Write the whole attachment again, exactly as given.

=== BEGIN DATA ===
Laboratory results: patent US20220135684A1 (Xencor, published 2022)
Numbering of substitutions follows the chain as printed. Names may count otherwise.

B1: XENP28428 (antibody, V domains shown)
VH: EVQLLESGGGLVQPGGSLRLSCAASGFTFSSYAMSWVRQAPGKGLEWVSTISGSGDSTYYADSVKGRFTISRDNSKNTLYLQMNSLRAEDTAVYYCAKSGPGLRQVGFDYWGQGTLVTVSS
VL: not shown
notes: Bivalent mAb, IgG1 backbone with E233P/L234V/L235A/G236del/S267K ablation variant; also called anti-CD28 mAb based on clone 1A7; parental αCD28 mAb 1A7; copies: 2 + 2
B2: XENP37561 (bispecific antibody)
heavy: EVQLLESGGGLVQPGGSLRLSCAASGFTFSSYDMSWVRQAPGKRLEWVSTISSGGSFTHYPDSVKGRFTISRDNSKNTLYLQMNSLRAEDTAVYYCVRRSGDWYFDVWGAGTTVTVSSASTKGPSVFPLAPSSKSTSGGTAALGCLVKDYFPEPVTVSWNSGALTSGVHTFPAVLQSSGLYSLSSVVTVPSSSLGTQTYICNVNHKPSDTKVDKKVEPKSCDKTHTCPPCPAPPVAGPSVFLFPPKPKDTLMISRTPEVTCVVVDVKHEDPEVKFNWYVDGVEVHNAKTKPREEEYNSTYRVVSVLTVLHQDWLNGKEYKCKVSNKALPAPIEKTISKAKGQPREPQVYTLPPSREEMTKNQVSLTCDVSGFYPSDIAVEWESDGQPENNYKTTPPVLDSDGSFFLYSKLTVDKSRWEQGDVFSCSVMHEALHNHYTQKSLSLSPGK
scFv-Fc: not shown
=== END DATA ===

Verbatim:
Laboratory results: patent US20220135684A1 (Xencor, published 2022)
Numbering of substitutions follows the chain as printed. Names may count otherwise.

B1: XENP28428 (antibody, V domains shown)
VH: EVQLLESGGGLVQPGGSLRLSCAASGFTFSSYAMSWVRQAPGKGLEWVSTISGSGDSTYYADSVKGRFTISRDNSKNTLYLQMNSLRAEDTAVYYCAKSGPGLRQVGFDYWGQGTLVTVSS
VL: not shown
notes: Bivalent mAb, IgG1 backbone with E233P/L234V/L235A/G236del/S267K ablation variant; also called anti-CD28 mAb based on clone 1A7; parental αCD28 mAb 1A7; copies: 2 + 2
B2: XENP37561 (bispecific antibody)
heavy: EVQLLESGGGLVQPGGSLRLSCAASGFTFSSYDMSWVRQAPGKRLEWVSTISSGGSFTHYPDSVKGRFTISRDNSKNTLYLQMNSLRAEDTAVYYCVRRSGDWYFDVWGAGTTVTVSSASTKGPSVFPLAPSSKSTSGGTAALGCLVKDYFPEPVTVSWNSGALTSGVHTFPAVLQSSGLYSLSSVVTVPSSSLGTQTYICNVNHKPSDTKVDKKVEPKSCDKTHTCPPCPAPPVAGPSVFLFPPKPKDTLMISRTPEVTCVVVDVKHEDPEVKFNWYVDGVEVHNAKTKPREEEYNSTYRVVSVLTVLHQDWLNGKEYKCKVSNKALPAPIEKTISKAKGQPREPQVYTLPPSREEMTKNQVSLTCDVSGFYPSDIAVEWESDGQPENNYKTTPPVLDSDGSFFLYSKLTVDKSRWEQGDVFSCSVMHEALHNHYTQKSLSLSPGK
scFv-Fc: not shown